In contrast, the layered viscoelastic solution cannot simulate the true deflection time histories because it cannot account for inertial and wave propagation effects. As such, it cannot predict the time delays in the response, the initial rebounds of the farther sensors and the free vibrations after the load is applied. Also, the layered viscoelastic solution significantly underestimates the deflections when a stiff layer is presented. This is because it cannot account for dynamic amplification caused by the wave energy trapped in the unbound layers when a stiff layer condition exists.

Practical Implications and Recommendations

The research team makes the following recommendations regarding FWD data collection, based on both viscoelastic and dynamic analyses conducted in this study:

FWD Equipment Analysis

A set of experimental procedures, conducted both in the laboratory and in the field, were performed using seismometers, geophones, and accelerometers. The experiments were designed to evaluate the performance of the sensors in term of accuracy and sensitivity, with the objective of including the effects of these parameters in the tools studied in earlier chapters of this report.

Based on the observations, the following issues were discussed:

In addition, a study was presented to illustrate the effects of numerical integrations and drifts, confirming their significant influence on the output results.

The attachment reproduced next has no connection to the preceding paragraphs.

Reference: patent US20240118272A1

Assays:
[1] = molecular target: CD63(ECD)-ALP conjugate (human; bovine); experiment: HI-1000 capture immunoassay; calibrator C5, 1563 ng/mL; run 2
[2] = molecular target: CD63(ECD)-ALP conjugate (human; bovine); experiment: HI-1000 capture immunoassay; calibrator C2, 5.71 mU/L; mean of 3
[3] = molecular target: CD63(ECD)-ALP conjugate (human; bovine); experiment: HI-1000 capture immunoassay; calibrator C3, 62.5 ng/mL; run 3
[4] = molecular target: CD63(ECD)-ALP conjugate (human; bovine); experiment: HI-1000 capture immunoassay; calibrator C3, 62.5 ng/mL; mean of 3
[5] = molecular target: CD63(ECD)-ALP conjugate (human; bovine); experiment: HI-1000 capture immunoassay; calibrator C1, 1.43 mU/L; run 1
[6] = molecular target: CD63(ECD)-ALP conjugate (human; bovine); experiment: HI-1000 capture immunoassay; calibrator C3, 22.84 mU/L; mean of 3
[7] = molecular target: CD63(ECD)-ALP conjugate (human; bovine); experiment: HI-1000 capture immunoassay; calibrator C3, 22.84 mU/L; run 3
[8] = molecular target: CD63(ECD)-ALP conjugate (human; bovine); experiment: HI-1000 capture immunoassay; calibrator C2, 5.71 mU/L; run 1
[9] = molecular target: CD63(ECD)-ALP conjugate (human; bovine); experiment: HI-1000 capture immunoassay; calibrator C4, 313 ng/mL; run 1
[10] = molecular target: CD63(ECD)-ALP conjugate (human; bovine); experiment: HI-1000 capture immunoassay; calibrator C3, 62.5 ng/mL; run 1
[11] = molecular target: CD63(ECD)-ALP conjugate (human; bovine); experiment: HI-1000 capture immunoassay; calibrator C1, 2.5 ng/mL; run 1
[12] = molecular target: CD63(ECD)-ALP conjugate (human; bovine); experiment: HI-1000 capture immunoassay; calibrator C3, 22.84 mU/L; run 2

For all the tests presented, a high-precision laser system was used in the experimental setups as a reference system and also to evaluate limitations on potential recommendation of its use in FWD systems. Even though the laser system performed flawlessly under laboratory conditions and was successfully used as a reference for characterizing the other devices, it was much more difficult to use it in the field. Given the high accuracy of the laser, even small vibrations were picked up in the signal. Therefore, field measurements from the laser also had to be filtered and adjusted. The advantages of using a laser were mainly that it eliminated all the undesirable effects from numerical artifacts because it directly measured the deflection. This is similar to seismometers but with the added advantage that it was a noncontact method so there were no seating errors. The main disadvantage was that lasers still need a fixed reference in the system to extract the true pavement’s surface motion. This could be achieved by either disconnecting the rigid bar that holds the sensors from the FWD machine frame, thus isolating the frame from the vibration noise, or by placing an external reference mechanism away from the influence of the deflection basin induced by the load drop. The external reference could be position sensors that track the movement of the beam holding the sensors. This was previously done using accelerometers but would not solve the problem because it would require a double integration for the accelerometer data.